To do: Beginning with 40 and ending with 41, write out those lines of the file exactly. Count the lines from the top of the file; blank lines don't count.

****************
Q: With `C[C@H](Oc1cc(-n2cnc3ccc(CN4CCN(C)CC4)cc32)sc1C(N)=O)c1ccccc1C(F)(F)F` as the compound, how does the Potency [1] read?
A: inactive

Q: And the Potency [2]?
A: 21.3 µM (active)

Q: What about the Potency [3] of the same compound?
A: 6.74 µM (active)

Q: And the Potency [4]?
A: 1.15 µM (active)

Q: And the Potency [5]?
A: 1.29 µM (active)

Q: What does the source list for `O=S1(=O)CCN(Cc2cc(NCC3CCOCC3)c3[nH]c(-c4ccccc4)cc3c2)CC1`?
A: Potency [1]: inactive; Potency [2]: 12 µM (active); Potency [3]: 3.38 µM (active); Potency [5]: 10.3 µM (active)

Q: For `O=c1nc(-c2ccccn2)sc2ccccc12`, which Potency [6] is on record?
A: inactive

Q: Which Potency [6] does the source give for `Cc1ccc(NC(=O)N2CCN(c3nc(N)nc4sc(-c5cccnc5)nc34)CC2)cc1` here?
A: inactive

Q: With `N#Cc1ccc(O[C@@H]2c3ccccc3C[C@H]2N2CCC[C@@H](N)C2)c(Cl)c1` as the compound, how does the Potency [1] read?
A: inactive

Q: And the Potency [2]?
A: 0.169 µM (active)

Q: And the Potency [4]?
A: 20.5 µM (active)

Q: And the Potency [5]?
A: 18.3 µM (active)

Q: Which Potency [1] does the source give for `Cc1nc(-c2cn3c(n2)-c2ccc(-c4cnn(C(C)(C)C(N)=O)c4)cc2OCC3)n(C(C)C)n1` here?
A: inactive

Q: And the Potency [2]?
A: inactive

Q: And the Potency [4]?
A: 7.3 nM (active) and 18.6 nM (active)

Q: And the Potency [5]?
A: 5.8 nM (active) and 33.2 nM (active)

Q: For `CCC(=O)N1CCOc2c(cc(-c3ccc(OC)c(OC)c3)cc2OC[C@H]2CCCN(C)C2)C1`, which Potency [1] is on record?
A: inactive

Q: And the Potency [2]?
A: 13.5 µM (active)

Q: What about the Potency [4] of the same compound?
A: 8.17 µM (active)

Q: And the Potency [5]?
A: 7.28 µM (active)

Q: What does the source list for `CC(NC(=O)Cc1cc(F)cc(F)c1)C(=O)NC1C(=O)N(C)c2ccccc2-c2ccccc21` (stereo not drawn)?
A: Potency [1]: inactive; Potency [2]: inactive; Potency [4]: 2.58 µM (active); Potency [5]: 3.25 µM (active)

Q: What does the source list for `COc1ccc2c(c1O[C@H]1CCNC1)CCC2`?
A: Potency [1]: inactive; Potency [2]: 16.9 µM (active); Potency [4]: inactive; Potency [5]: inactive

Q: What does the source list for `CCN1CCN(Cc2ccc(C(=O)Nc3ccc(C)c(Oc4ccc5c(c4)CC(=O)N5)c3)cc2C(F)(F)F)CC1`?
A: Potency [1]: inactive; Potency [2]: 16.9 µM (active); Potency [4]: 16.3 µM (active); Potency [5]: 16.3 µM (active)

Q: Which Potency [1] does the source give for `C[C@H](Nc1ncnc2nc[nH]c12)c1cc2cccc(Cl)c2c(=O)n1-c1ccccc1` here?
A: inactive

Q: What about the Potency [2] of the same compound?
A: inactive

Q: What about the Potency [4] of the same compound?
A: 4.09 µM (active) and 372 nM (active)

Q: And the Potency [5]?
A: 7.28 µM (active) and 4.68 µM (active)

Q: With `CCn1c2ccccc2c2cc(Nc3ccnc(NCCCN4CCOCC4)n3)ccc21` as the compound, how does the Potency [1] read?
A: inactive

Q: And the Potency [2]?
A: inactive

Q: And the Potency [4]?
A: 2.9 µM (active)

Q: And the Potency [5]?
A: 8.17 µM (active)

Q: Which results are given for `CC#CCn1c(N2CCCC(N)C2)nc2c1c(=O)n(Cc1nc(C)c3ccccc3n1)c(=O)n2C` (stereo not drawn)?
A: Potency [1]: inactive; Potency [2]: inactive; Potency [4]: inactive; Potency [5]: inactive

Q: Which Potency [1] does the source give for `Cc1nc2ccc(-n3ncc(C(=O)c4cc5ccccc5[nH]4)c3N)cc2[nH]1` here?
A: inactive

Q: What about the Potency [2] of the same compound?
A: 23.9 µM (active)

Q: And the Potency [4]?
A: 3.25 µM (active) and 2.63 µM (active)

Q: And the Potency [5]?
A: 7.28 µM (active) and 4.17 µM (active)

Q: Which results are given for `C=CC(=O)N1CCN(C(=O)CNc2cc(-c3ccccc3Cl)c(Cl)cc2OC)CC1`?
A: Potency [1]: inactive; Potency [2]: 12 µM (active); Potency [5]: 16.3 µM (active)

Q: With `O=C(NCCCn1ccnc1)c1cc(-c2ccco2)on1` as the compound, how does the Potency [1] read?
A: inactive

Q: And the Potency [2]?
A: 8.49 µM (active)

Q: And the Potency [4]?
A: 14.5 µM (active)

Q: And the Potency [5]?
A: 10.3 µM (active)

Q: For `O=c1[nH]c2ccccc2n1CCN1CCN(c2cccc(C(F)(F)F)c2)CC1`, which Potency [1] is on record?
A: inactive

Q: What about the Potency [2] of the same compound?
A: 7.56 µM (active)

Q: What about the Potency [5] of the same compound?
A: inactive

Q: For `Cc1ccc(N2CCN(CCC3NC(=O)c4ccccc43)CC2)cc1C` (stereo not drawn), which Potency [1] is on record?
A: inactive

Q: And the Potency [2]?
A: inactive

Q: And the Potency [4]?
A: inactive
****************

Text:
A: 7.28 µM (active)

Q: What does the source list for `CC(NC(=O)Cc1cc(F)cc(F)c1)C(=O)NC1C(=O)N(C)c2ccccc2-c2ccccc21` (stereo not drawn)?